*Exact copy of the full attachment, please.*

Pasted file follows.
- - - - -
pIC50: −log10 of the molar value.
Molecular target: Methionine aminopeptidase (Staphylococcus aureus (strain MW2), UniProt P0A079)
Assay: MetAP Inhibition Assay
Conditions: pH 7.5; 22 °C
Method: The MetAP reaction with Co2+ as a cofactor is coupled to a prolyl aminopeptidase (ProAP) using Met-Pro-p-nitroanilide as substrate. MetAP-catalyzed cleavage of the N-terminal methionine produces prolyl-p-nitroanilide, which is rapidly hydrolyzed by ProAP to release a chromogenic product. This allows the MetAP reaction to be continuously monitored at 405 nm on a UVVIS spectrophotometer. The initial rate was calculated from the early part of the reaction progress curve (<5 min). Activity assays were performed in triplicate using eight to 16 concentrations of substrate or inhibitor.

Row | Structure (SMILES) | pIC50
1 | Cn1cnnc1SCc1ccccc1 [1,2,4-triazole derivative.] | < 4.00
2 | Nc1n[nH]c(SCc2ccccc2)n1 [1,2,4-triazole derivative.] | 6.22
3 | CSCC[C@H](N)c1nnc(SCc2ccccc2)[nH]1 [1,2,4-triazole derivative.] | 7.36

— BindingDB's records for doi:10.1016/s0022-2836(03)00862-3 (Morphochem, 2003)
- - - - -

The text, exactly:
pIC50: −log10 of the molar value.
Molecular target: Methionine aminopeptidase (Staphylococcus aureus (strain MW2), UniProt P0A079)
Assay: MetAP Inhibition Assay
Conditions: pH 7.5; 22 °C
Method: The MetAP reaction with Co2+ as a cofactor is coupled to a prolyl aminopeptidase (ProAP) using Met-Pro-p-nitroanilide as substrate. MetAP-catalyzed cleavage of the N-terminal methionine produces prolyl-p-nitroanilide, which is rapidly hydrolyzed by ProAP to release a chromogenic product. This allows the MetAP reaction to be continuously monitored at 405 nm on a UVVIS spectrophotometer. The initial rate was calculated from the early part of the reaction progress curve (<5 min). Activity assays were performed in triplicate using eight to 16 concentrations of substrate or inhibitor.

Row | Structure (SMILES) | pIC50
1 | Cn1cnnc1SCc1ccccc1 [1,2,4-triazole derivative.] | < 4.00
2 | Nc1n[nH]c(SCc2ccccc2)n1 [1,2,4-triazole derivative.] | 6.22
3 | CSCC[C@H](N)c1nnc(SCc2ccccc2)[nH]1 [1,2,4-triazole derivative.] | 7.36

— BindingDB's records for doi:10.1016/s0022-2836(03)00862-3 (Morphochem, 2003)